Every so often, the carefully curated microcosms of our social media feeds become saturated with series of posts that seem utterly bizarre without context. In 2010, girls updated their Facebook statuses with seemingly random colors for breast cancer awareness. In September, scores of cartoon characters populated Instagram for Child Cancer Awareness Week. And most recently, pictures of safety pins stuck to breast pockets, sweaters, and lanyards popped up all over the internet.
After a bit of research, I learned that the safety pins were worn by white Americans in an effort to show their allyship with the marginalized who would be most negatively affected by Donald Trump’s presidency. With a cursory evaluation, one may characterize this campaign as harmless, even beneficent, but the real intentions behind this movement reveal a pervasive problem with modern activism, frequently seen in such “solidarity” and “awareness” crusades.
By posting thousands of pictures of neat little safety pins under #safetypinmovement, some white people feel better about themselves, announcing that they are not one of those “white racists” who elected Trump. But other than attract an audience of at least a couple hundred followers, these posts do little to actually support or comfort marginalized groups. In fact, such posts are mostly unproductive, serving simply to show that some white people “get it” and allowing them to avoid having actual discussions about sometimes uncomfortable subjects.
Other examples of problematic social media campaigns include the #nomakeupselfie for cancer research, Australia’s #illridewithyou for solidarity with Muslims, and various Facebook profile picture filters for tragedies and awareness days. With each of these movements, the poster is often benefited more than the people they wish to support. In 2014, a digital activism survey found that 64 percent of Americans surveyed said they would be more likely to volunteer, donate, or share information after interacting with a nonprofit or charity organization online, but fewer than 35 percent actually did.
By no means am I condemning the use of the internet as a vehicle for change. In fact, huge ground was made by social media campaigns like the ALS Ice Bucket Challenge, which made over 115 million dollars to fund the discovery of the NEK1 gene — the gene partially responsible for the disease. I admit that sometimes a hashtag offers space to start discussing an issue, or alter social norms and change behavior.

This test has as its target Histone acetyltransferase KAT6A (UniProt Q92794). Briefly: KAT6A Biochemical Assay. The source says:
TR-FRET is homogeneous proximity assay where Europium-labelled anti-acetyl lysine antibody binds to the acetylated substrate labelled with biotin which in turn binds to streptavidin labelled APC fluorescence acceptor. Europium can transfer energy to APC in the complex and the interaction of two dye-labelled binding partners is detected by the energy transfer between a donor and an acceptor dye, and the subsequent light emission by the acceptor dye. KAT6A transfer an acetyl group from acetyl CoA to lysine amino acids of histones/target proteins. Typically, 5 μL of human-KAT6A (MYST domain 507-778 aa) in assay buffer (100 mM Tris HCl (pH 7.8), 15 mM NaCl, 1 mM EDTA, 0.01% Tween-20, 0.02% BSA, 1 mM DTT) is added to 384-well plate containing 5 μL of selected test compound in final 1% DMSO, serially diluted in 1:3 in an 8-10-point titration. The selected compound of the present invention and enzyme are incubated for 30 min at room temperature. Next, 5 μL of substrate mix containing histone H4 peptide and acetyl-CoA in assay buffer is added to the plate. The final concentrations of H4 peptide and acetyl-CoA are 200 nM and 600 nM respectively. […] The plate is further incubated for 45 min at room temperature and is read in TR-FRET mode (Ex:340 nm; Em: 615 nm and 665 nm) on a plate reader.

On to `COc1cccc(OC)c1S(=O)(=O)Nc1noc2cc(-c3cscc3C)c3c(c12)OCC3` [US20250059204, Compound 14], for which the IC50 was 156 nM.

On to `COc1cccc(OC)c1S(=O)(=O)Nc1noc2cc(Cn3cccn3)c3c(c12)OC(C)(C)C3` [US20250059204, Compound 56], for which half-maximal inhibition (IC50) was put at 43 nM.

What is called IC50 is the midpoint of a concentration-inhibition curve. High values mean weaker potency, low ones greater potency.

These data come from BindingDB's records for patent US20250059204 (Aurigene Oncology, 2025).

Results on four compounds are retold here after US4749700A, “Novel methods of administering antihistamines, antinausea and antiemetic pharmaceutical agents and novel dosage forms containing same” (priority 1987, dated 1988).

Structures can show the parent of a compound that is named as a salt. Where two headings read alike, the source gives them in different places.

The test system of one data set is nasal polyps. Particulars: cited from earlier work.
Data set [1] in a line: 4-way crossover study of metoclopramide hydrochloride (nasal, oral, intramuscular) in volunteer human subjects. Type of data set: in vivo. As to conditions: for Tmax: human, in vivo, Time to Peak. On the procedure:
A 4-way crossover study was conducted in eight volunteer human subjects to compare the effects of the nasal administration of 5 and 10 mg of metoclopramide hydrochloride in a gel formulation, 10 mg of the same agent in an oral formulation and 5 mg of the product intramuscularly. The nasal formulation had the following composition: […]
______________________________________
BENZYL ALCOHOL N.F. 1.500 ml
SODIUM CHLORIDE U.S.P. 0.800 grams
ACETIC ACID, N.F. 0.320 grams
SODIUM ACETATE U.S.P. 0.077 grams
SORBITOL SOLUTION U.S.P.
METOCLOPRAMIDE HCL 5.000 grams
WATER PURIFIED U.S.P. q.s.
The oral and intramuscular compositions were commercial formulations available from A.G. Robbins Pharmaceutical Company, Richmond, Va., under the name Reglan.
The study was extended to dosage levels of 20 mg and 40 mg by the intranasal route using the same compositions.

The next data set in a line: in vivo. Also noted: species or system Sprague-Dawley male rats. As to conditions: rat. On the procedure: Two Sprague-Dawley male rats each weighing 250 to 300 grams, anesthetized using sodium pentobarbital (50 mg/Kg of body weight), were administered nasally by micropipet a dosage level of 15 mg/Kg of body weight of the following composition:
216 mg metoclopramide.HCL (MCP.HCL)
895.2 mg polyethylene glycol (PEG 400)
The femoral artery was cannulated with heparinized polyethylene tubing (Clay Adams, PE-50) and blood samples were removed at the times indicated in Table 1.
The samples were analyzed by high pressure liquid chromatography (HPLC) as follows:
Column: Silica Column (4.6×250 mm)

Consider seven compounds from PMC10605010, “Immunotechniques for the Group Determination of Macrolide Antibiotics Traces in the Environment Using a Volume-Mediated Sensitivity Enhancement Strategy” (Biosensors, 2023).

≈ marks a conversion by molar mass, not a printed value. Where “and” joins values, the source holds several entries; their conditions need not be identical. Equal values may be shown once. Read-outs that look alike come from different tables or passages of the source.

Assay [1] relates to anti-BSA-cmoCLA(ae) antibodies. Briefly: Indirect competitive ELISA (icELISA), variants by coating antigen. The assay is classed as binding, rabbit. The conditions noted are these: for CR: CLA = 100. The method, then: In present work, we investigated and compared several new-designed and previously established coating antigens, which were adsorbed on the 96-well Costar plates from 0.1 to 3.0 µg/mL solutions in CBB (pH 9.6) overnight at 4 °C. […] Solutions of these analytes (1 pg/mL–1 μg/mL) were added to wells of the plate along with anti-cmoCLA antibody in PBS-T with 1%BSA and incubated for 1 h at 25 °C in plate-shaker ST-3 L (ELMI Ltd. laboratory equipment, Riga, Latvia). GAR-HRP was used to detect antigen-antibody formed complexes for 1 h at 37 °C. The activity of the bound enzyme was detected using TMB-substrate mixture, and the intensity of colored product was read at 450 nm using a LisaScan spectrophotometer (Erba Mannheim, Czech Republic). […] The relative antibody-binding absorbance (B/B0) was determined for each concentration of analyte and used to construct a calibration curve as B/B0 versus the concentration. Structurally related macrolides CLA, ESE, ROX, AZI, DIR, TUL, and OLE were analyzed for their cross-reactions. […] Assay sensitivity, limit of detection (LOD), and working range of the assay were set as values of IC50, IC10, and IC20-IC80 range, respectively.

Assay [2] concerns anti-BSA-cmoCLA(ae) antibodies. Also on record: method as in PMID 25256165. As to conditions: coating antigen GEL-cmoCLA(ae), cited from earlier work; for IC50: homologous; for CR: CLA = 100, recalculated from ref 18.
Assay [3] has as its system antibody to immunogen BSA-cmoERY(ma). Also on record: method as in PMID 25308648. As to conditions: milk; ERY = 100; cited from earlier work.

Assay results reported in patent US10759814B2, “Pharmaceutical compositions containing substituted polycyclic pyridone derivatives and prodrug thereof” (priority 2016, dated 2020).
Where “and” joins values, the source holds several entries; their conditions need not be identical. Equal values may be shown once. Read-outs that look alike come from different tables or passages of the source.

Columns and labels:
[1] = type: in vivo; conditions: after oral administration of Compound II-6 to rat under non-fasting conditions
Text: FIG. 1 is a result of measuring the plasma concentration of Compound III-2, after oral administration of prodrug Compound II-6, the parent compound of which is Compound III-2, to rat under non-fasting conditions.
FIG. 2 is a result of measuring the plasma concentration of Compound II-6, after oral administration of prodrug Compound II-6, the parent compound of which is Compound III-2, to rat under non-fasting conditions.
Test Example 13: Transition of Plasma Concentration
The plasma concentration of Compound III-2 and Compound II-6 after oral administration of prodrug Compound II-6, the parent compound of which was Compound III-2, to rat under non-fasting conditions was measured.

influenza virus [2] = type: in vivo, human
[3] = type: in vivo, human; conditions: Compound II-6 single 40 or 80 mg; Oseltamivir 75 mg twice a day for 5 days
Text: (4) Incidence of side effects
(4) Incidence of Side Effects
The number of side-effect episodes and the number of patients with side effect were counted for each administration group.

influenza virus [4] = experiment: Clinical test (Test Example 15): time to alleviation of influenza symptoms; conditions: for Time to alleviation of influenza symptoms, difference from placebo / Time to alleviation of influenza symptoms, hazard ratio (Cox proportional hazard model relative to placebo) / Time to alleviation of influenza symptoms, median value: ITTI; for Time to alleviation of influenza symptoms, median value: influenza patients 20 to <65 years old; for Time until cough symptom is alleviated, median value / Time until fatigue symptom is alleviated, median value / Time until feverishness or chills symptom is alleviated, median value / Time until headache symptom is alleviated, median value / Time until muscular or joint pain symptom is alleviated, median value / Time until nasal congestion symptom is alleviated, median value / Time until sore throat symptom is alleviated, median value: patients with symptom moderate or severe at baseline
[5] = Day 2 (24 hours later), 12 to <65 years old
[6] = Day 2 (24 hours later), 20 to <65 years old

In fact, Andover students have done an excellent job using effective social media strategies to achieve real world influence, with campaigns such as “Feminism=Equality” and “I, Too, Am Andover.” As our society evolves and social media becomes a larger part of our everyday lives, online activism is becoming one of the most productive manners of organizing fundraising, rallying voices, planning events, and authoring petitions. We should continue to utilize every outlet we can possibly employ to push for advancements in social reform. This isn’t as difficult as it sounds; it starts with “hashtag activists” putting their money and time where their mouth is.
After updating your Facebook profile picture for World Autism Awareness Day, make a donation to the Autism Coalition for Research and Education. Volunteer for the Abilities Network after posting that picture of your safety pin, and make sure you find a way to actually make a difference in the lives of those who may be negatively affected by Trump’s presidency. Use your privilege to assist marginalized movements campaigning for changes in existing legislation or broaden your exposure to underrepresented voices in popular culture and academic literature. These internet trends can be tools for change if used properly and as stepping stones towards real change.